NBA Offseason: Southwest Division

Monday, 20 June 2011, 6:00 | Category : NBA
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With the uncertainty of the looming lockout hanging over the NBA, teams having the daunting task of using this offseason to position themselves for success in whatever direction the new CBA takes them.  We are doing a division-by-division break down of what teams should be aiming to do this offseason.  We will analyze each team’s current situation, free agents, draft prospects, and whose contract the team would drop if the new CBA includes a new amnesty rule.  GMs, no need to worry.  We’ve got you covered.

Dallas-Mavericks-2011-NBA-Champions-Dirk-Jason Kidd-Jason Terry-Shawn Marion

The Southeast has proven it's ready to compete again next year, but not before some significant roster upgrades.

San Antonio Spurs: 2010-11 record: 61-21 (Southwest: 10-6)

The Spurs don’t really have much choice other than try and win it again with what they have even though they are too old to do it.  They played 2010-2011 perfectly (win the Western Conference while also resting your stars) but they were outmatched by the 8th seed in the playoffs.  Out of respect for Tim Duncan you can’t blow this team up yet until he has retired.

Free Agents: Steve Novak and Chris Quinn (do the Spurs ever have free agents?) are the two free agents so the Spurs aren’t sweating too much.  They don’t really have the money to spend on another impact player.  They will have to make do with what they have and hope George Hill and Gary Neal get even better.

Draft: At the 29th pick, Jeremy Tyler will be the biggest and most athletic body available. They should get someone who can spell Tim Duncan when DaJuan Blair doesn’t match up well with the opponent.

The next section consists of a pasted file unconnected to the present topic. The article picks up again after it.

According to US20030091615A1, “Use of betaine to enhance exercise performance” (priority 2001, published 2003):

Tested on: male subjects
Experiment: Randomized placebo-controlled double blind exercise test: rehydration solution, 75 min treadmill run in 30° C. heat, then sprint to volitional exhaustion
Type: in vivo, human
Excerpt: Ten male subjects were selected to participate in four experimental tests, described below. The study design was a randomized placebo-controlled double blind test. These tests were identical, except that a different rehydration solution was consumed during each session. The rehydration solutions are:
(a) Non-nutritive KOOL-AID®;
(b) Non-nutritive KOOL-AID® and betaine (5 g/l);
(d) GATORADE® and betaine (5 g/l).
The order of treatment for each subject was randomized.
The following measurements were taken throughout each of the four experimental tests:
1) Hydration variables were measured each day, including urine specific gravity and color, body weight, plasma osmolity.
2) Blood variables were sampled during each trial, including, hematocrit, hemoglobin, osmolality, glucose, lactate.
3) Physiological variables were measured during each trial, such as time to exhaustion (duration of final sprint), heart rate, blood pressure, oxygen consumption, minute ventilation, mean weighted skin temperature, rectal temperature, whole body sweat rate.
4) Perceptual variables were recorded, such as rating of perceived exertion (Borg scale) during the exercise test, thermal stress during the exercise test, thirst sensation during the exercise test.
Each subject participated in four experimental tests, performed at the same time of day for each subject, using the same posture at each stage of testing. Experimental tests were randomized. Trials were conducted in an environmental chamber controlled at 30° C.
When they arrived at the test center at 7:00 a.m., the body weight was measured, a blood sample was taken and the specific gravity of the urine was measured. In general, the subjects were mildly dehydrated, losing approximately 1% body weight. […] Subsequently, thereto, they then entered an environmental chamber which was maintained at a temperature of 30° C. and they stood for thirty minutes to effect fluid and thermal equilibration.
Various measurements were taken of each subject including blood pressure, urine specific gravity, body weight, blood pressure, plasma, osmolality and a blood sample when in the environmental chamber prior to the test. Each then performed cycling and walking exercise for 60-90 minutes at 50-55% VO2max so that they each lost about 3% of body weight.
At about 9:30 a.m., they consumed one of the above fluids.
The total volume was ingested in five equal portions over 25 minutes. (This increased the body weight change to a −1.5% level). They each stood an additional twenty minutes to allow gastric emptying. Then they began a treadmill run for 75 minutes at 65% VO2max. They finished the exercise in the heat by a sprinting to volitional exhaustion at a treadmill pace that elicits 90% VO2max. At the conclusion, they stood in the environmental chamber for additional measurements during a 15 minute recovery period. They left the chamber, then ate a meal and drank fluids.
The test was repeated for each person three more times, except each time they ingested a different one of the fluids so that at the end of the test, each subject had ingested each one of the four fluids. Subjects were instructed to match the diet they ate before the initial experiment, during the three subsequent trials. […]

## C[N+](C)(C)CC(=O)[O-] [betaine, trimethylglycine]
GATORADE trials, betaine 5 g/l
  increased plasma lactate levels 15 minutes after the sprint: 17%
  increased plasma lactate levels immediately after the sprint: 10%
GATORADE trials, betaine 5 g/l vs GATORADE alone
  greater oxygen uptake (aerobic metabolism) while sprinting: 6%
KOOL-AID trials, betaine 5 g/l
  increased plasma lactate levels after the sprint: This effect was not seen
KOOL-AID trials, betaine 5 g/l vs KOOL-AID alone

Amnesty: Richard Jefferson (3 years; $30.5 million) is the only Spur outside of the Big 3 that gets paid anything, and he has yet to prove he’s worth it.  Dropping Jefferson still doesn’t put them in position to acquire more talent, but it allows them to continue to develop their young players and puts them in great shape next year when Duncan’s contract expires.


Dallas Mavericks: 2010-11 record: 57-25 (Southwest: 8-8)

The Mavericks playoff run was one of the most impressive runs that I can remember.  They were a complete team that never gave in.  They have the glue guys like Brian Cardinal, J.J Barea, and DeShawn Stevenson.  They even had an All-Star in Caron Butler who was injured and never played.  The Mavs played hard and with heart.  They had a special team.  The problem is, they are about to lose a large chunk of that unit.

Free Agents: JJ Barea, Caron Butler, Brian Cardinal, Tyson Chandler, DeShawn Stevenson, and Peja Stojakovich are all unrestricted free agents.  The Mavericks have to re-sign Tyson Chandler if possible.  He seemed to like being there so this is definitely a possibility. Barea will be a lot more expensive but Kidd comes off the books the following season and that may be a good enough reason for him to stay.  The Mavs should resign as much of their current team as possible before looking elsewhere.  If they let Caron Butler walk, they just may be able to resign the others.

Draft: Hard to find a need from such a deep team that just won the whole thing, especially with the 26th pick.  Whether Barea leaves or not, they should probably get another insurance point guard because Kidd is so old.  Nolan Smith or Shelvin Mack could contribute right away.

Amnesty: The Mavs have a lot of key players from they’re championship team they’d like to bring back and they’re already over the cap.  While Haywood (5 years; 47 million) was a valued contributer (and Chandler insurance), I’m guessing Cuban would rather pay someone that played more than 8 minutes a game.